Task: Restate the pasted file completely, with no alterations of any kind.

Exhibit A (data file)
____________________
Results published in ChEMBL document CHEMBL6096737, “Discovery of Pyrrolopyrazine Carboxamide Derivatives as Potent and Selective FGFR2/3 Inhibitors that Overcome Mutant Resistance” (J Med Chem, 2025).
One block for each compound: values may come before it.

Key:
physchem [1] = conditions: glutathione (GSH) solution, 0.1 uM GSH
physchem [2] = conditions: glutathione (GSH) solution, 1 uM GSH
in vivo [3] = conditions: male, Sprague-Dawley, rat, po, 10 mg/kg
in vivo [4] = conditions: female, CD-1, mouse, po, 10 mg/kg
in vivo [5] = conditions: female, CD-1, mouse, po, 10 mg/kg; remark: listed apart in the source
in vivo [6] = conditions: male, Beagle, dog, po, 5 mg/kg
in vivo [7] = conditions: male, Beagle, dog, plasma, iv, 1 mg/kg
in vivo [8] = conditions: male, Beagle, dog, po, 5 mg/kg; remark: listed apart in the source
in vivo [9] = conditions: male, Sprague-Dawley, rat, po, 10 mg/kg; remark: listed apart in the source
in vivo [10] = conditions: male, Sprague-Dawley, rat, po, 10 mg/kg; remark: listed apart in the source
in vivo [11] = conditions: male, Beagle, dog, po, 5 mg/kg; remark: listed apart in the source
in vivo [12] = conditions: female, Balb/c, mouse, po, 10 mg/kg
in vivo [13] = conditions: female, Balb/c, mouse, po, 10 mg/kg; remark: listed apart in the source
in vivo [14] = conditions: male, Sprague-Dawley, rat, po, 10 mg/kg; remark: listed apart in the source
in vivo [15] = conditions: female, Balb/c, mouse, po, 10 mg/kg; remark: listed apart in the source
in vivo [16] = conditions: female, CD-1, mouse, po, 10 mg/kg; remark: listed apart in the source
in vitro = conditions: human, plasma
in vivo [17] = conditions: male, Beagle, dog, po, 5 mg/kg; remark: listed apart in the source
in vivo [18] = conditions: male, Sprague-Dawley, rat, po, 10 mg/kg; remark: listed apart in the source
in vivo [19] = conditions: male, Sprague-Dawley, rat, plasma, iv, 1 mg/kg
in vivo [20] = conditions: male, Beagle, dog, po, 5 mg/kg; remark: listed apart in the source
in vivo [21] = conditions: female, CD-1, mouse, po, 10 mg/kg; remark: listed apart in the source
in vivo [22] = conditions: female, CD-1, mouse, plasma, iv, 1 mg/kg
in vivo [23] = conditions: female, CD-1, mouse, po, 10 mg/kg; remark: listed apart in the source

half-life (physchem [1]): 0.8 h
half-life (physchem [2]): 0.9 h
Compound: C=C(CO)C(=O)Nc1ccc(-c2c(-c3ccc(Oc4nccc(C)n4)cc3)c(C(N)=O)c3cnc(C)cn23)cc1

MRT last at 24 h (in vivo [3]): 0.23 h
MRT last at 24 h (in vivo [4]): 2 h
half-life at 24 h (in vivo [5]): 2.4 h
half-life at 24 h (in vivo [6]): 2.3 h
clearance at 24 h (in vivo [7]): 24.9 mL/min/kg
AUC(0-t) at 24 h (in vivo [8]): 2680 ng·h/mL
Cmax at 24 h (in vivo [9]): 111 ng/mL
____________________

Results published in ChEMBL document CHEMBL6096737, “Discovery of Pyrrolopyrazine Carboxamide Derivatives as Potent and Selective FGFR2/3 Inhibitors that Overcome Mutant Resistance” (J Med Chem, 2025).
One block for each compound: values may come before it.

Key:
physchem [1] = conditions: glutathione (GSH) solution, 0.1 uM GSH
physchem [2] = conditions: glutathione (GSH) solution, 1 uM GSH
in vivo [3] = conditions: male, Sprague-Dawley, rat, po, 10 mg/kg
in vivo [4] = conditions: female, CD-1, mouse, po, 10 mg/kg
in vivo [5] = conditions: female, CD-1, mouse, po, 10 mg/kg; remark: listed apart in the source
in vivo [6] = conditions: male, Beagle, dog, po, 5 mg/kg
in vivo [7] = conditions: male, Beagle, dog, plasma, iv, 1 mg/kg
in vivo [8] = conditions: male, Beagle, dog, po, 5 mg/kg; remark: listed apart in the source
in vivo [9] = conditions: male, Sprague-Dawley, rat, po, 10 mg/kg; remark: listed apart in the source
in vivo [10] = conditions: male, Sprague-Dawley, rat, po, 10 mg/kg; remark: listed apart in the source
in vivo [11] = conditions: male, Beagle, dog, po, 5 mg/kg; remark: listed apart in the source
in vivo [12] = conditions: female, Balb/c, mouse, po, 10 mg/kg
in vivo [13] = conditions: female, Balb/c, mouse, po, 10 mg/kg; remark: listed apart in the source
in vivo [14] = conditions: male, Sprague-Dawley, rat, po, 10 mg/kg; remark: listed apart in the source
in vivo [15] = conditions: female, Balb/c, mouse, po, 10 mg/kg; remark: listed apart in the source
in vivo [16] = conditions: female, CD-1, mouse, po, 10 mg/kg; remark: listed apart in the source
in vitro = conditions: human, plasma
in vivo [17] = conditions: male, Beagle, dog, po, 5 mg/kg; remark: listed apart in the source
in vivo [18] = conditions: male, Sprague-Dawley, rat, po, 10 mg/kg; remark: listed apart in the source
in vivo [19] = conditions: male, Sprague-Dawley, rat, plasma, iv, 1 mg/kg
in vivo [20] = conditions: male, Beagle, dog, po, 5 mg/kg; remark: listed apart in the source
in vivo [21] = conditions: female, CD-1, mouse, po, 10 mg/kg; remark: listed apart in the source
in vivo [22] = conditions: female, CD-1, mouse, plasma, iv, 1 mg/kg
in vivo [23] = conditions: female, CD-1, mouse, po, 10 mg/kg; remark: listed apart in the source

half-life (physchem [1]): 0.8 h
half-life (physchem [2]): 0.9 h
Compound: C=C(CO)C(=O)Nc1ccc(-c2c(-c3ccc(Oc4nccc(C)n4)cc3)c(C(N)=O)c3cnc(C)cn23)cc1

MRT last at 24 h (in vivo [3]): 0.23 h
MRT last at 24 h (in vivo [4]): 2 h
half-life at 24 h (in vivo [5]): 2.4 h
half-life at 24 h (in vivo [6]): 2.3 h
clearance at 24 h (in vivo [7]): 24.9 mL/min/kg
AUC(0-t) at 24 h (in vivo [8]): 2680 ng·h/mL
Cmax at 24 h (in vivo [9]): 111 ng/mL